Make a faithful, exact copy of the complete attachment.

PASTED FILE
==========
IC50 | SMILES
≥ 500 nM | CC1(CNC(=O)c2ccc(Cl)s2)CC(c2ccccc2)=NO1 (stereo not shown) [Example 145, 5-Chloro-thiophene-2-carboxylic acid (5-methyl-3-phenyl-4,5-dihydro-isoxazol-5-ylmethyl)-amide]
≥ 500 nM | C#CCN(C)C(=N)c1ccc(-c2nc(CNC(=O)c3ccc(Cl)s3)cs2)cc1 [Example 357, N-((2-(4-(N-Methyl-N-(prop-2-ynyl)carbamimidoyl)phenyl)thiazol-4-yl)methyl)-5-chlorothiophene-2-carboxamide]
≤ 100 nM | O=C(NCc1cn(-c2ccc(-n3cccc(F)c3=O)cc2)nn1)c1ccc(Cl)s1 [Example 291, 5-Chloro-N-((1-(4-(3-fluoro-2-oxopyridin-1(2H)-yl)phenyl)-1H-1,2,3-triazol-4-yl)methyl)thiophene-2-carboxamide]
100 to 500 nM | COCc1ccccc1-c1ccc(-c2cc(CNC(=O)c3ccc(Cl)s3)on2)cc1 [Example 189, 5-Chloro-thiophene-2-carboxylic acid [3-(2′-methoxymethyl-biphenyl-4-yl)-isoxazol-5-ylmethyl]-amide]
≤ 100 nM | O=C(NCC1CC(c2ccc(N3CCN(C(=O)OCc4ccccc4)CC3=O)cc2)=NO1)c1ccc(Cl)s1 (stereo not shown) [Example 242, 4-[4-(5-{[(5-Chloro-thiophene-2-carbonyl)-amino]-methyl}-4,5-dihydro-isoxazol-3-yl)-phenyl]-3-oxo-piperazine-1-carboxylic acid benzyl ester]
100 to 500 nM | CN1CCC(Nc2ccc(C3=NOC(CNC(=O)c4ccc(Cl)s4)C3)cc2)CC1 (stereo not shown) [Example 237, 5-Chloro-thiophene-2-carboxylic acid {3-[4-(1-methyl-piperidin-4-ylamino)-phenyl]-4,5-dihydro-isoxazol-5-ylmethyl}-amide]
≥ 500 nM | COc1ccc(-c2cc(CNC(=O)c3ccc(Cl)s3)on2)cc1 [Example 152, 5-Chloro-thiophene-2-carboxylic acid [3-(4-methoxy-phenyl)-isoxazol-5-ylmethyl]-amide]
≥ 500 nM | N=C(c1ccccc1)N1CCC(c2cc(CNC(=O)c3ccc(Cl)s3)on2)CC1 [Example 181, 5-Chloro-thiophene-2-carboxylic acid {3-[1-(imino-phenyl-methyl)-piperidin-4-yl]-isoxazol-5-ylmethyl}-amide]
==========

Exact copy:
IC50 | SMILES
≥ 500 nM | CC1(CNC(=O)c2ccc(Cl)s2)CC(c2ccccc2)=NO1 (stereo not shown) [Example 145, 5-Chloro-thiophene-2-carboxylic acid (5-methyl-3-phenyl-4,5-dihydro-isoxazol-5-ylmethyl)-amide]
≥ 500 nM | C#CCN(C)C(=N)c1ccc(-c2nc(CNC(=O)c3ccc(Cl)s3)cs2)cc1 [Example 357, N-((2-(4-(N-Methyl-N-(prop-2-ynyl)carbamimidoyl)phenyl)thiazol-4-yl)methyl)-5-chlorothiophene-2-carboxamide]
≤ 100 nM | O=C(NCc1cn(-c2ccc(-n3cccc(F)c3=O)cc2)nn1)c1ccc(Cl)s1 [Example 291, 5-Chloro-N-((1-(4-(3-fluoro-2-oxopyridin-1(2H)-yl)phenyl)-1H-1,2,3-triazol-4-yl)methyl)thiophene-2-carboxamide]
100 to 500 nM | COCc1ccccc1-c1ccc(-c2cc(CNC(=O)c3ccc(Cl)s3)on2)cc1 [Example 189, 5-Chloro-thiophene-2-carboxylic acid [3-(2′-methoxymethyl-biphenyl-4-yl)-isoxazol-5-ylmethyl]-amide]
≤ 100 nM | O=C(NCC1CC(c2ccc(N3CCN(C(=O)OCc4ccccc4)CC3=O)cc2)=NO1)c1ccc(Cl)s1 (stereo not shown) [Example 242, 4-[4-(5-{[(5-Chloro-thiophene-2-carbonyl)-amino]-methyl}-4,5-dihydro-isoxazol-3-yl)-phenyl]-3-oxo-piperazine-1-carboxylic acid benzyl ester]
100 to 500 nM | CN1CCC(Nc2ccc(C3=NOC(CNC(=O)c4ccc(Cl)s4)C3)cc2)CC1 (stereo not shown) [Example 237, 5-Chloro-thiophene-2-carboxylic acid {3-[4-(1-methyl-piperidin-4-ylamino)-phenyl]-4,5-dihydro-isoxazol-5-ylmethyl}-amide]
≥ 500 nM | COc1ccc(-c2cc(CNC(=O)c3ccc(Cl)s3)on2)cc1 [Example 152, 5-Chloro-thiophene-2-carboxylic acid [3-(4-methoxy-phenyl)-isoxazol-5-ylmethyl]-amide]
≥ 500 nM | N=C(c1ccccc1)N1CCC(c2cc(CNC(=O)c3ccc(Cl)s3)on2)CC1 [Example 181, 5-Chloro-thiophene-2-carboxylic acid {3-[1-(imino-phenyl-methyl)-piperidin-4-yl]-isoxazol-5-ylmethyl}-amide]